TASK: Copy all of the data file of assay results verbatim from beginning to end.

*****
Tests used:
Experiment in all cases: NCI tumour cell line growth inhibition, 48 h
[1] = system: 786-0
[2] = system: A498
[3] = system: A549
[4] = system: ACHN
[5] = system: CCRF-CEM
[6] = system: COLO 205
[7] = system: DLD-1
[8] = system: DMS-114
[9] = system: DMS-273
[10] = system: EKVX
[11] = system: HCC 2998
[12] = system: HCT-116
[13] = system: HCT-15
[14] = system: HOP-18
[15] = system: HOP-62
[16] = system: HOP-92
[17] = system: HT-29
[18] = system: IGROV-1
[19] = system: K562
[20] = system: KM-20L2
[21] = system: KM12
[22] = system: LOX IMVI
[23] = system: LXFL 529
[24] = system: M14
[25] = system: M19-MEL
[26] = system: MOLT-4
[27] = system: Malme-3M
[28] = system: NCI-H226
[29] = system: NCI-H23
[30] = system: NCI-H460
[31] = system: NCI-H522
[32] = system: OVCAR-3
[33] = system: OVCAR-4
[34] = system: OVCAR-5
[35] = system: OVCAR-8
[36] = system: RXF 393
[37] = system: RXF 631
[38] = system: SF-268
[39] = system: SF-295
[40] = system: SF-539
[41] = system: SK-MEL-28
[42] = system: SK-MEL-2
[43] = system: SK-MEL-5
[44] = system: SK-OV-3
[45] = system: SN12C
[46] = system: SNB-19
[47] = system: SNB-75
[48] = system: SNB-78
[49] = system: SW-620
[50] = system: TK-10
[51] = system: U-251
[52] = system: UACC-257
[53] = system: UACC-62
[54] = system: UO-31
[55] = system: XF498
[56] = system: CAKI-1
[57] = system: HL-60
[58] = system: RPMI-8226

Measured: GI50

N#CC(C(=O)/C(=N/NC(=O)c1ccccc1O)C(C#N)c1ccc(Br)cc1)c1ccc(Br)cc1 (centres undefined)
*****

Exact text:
Tests used:
Experiment in all cases: NCI tumour cell line growth inhibition, 48 h
[1] = system: 786-0
[2] = system: A498
[3] = system: A549
[4] = system: ACHN
[5] = system: CCRF-CEM
[6] = system: COLO 205
[7] = system: DLD-1
[8] = system: DMS-114
[9] = system: DMS-273
[10] = system: EKVX
[11] = system: HCC 2998
[12] = system: HCT-116
[13] = system: HCT-15
[14] = system: HOP-18
[15] = system: HOP-62
[16] = system: HOP-92
[17] = system: HT-29
[18] = system: IGROV-1
[19] = system: K562
[20] = system: KM-20L2
[21] = system: KM12
[22] = system: LOX IMVI
[23] = system: LXFL 529
[24] = system: M14
[25] = system: M19-MEL
[26] = system: MOLT-4
[27] = system: Malme-3M
[28] = system: NCI-H226
[29] = system: NCI-H23
[30] = system: NCI-H460
[31] = system: NCI-H522
[32] = system: OVCAR-3
[33] = system: OVCAR-4
[34] = system: OVCAR-5
[35] = system: OVCAR-8
[36] = system: RXF 393
[37] = system: RXF 631
[38] = system: SF-268
[39] = system: SF-295
[40] = system: SF-539
[41] = system: SK-MEL-28
[42] = system: SK-MEL-2
[43] = system: SK-MEL-5
[44] = system: SK-OV-3
[45] = system: SN12C
[46] = system: SNB-19
[47] = system: SNB-75
[48] = system: SNB-78
[49] = system: SW-620
[50] = system: TK-10
[51] = system: U-251
[52] = system: UACC-257
[53] = system: UACC-62
[54] = system: UO-31
[55] = system: XF498
[56] = system: CAKI-1
[57] = system: HL-60
[58] = system: RPMI-8226

Measured: GI50

N#CC(C(=O)/C(=N/NC(=O)c1ccccc1O)C(C#N)c1ccc(Br)cc1)c1ccc(Br)cc1 (centres undefined)